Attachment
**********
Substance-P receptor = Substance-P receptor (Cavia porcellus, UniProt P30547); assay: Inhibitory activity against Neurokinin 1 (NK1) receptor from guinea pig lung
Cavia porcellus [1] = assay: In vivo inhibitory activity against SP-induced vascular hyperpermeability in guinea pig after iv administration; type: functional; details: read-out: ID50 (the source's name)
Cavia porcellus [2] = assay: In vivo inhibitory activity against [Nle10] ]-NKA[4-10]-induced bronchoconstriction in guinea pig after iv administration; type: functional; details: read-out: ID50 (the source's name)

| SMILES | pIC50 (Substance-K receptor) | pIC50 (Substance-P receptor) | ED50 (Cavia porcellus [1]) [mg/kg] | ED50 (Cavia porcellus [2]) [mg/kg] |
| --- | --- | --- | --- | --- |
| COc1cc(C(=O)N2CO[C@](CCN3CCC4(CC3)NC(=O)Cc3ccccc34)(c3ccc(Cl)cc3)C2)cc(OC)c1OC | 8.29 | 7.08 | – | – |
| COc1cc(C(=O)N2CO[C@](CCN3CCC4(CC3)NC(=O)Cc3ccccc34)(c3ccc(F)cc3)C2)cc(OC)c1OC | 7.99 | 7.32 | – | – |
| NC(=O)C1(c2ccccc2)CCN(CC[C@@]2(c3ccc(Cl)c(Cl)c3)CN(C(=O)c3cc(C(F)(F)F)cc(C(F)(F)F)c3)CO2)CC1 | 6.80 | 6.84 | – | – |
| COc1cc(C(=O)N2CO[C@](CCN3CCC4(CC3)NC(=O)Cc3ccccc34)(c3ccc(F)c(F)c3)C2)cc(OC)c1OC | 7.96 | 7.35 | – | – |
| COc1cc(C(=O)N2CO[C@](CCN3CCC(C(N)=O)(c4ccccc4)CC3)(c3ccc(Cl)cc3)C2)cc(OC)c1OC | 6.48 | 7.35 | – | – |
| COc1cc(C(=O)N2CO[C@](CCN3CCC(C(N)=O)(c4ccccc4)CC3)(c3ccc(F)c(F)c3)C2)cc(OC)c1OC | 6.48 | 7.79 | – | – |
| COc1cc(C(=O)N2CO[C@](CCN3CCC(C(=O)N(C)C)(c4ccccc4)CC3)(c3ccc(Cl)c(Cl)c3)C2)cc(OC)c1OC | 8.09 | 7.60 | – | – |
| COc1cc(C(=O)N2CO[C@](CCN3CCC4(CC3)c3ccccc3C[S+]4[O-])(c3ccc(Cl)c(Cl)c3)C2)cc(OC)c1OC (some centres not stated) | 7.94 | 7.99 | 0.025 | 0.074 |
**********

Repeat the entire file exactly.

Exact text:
Substance-P receptor = Substance-P receptor (Cavia porcellus, UniProt P30547); assay: Inhibitory activity against Neurokinin 1 (NK1) receptor from guinea pig lung
Cavia porcellus [1] = assay: In vivo inhibitory activity against SP-induced vascular hyperpermeability in guinea pig after iv administration; type: functional; details: read-out: ID50 (the source's name)
Cavia porcellus [2] = assay: In vivo inhibitory activity against [Nle10] ]-NKA[4-10]-induced bronchoconstriction in guinea pig after iv administration; type: functional; details: read-out: ID50 (the source's name)

| SMILES | pIC50 (Substance-K receptor) | pIC50 (Substance-P receptor) | ED50 (Cavia porcellus [1]) [mg/kg] | ED50 (Cavia porcellus [2]) [mg/kg] |
| --- | --- | --- | --- | --- |
| COc1cc(C(=O)N2CO[C@](CCN3CCC4(CC3)NC(=O)Cc3ccccc34)(c3ccc(Cl)cc3)C2)cc(OC)c1OC | 8.29 | 7.08 | – | – |
| COc1cc(C(=O)N2CO[C@](CCN3CCC4(CC3)NC(=O)Cc3ccccc34)(c3ccc(F)cc3)C2)cc(OC)c1OC | 7.99 | 7.32 | – | – |
| NC(=O)C1(c2ccccc2)CCN(CC[C@@]2(c3ccc(Cl)c(Cl)c3)CN(C(=O)c3cc(C(F)(F)F)cc(C(F)(F)F)c3)CO2)CC1 | 6.80 | 6.84 | – | – |
| COc1cc(C(=O)N2CO[C@](CCN3CCC4(CC3)NC(=O)Cc3ccccc34)(c3ccc(F)c(F)c3)C2)cc(OC)c1OC | 7.96 | 7.35 | – | – |
| COc1cc(C(=O)N2CO[C@](CCN3CCC(C(N)=O)(c4ccccc4)CC3)(c3ccc(Cl)cc3)C2)cc(OC)c1OC | 6.48 | 7.35 | – | – |
| COc1cc(C(=O)N2CO[C@](CCN3CCC(C(N)=O)(c4ccccc4)CC3)(c3ccc(F)c(F)c3)C2)cc(OC)c1OC | 6.48 | 7.79 | – | – |
| COc1cc(C(=O)N2CO[C@](CCN3CCC(C(=O)N(C)C)(c4ccccc4)CC3)(c3ccc(Cl)c(Cl)c3)C2)cc(OC)c1OC | 8.09 | 7.60 | – | – |
| COc1cc(C(=O)N2CO[C@](CCN3CCC4(CC3)c3ccccc3C[S+]4[O-])(c3ccc(Cl)c(Cl)c3)C2)cc(OC)c1OC (some centres not stated) | 7.94 | 7.99 | 0.025 | 0.074 |